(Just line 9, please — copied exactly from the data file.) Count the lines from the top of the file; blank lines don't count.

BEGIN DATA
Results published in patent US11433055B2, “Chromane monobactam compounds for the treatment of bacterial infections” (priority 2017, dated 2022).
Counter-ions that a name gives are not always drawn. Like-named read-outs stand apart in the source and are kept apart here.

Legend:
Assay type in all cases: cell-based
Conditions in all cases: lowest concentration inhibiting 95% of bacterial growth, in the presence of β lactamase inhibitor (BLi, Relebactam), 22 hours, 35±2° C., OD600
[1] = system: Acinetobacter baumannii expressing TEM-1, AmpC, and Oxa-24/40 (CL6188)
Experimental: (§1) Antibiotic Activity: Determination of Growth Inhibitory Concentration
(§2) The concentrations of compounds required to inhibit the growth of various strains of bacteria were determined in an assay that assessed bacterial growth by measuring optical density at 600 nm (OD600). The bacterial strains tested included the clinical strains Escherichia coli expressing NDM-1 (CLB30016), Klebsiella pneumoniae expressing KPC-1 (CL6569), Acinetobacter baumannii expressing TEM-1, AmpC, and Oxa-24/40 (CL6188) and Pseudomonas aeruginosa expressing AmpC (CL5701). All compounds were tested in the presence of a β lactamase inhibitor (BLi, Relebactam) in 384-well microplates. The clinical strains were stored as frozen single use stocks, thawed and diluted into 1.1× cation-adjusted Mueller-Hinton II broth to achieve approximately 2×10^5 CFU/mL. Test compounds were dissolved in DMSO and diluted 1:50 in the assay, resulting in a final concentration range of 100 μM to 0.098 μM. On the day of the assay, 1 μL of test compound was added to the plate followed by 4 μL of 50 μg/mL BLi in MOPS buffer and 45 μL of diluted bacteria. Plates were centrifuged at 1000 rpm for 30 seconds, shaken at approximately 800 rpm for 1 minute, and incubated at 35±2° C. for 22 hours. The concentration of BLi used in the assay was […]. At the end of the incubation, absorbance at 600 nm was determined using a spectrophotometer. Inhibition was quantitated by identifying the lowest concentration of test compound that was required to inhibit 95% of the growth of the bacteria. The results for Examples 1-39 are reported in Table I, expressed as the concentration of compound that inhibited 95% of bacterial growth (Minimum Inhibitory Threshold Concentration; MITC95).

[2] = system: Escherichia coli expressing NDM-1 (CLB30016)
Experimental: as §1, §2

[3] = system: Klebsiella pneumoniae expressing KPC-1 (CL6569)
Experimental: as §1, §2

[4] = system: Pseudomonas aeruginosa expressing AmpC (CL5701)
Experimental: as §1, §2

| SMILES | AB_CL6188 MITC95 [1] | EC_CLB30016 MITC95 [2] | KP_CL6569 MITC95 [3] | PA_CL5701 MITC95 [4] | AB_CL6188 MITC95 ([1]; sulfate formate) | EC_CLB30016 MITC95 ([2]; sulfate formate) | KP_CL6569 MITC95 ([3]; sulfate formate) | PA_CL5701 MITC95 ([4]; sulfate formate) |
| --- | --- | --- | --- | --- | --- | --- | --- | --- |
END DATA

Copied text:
[2] = system: Escherichia coli expressing NDM-1 (CLB30016)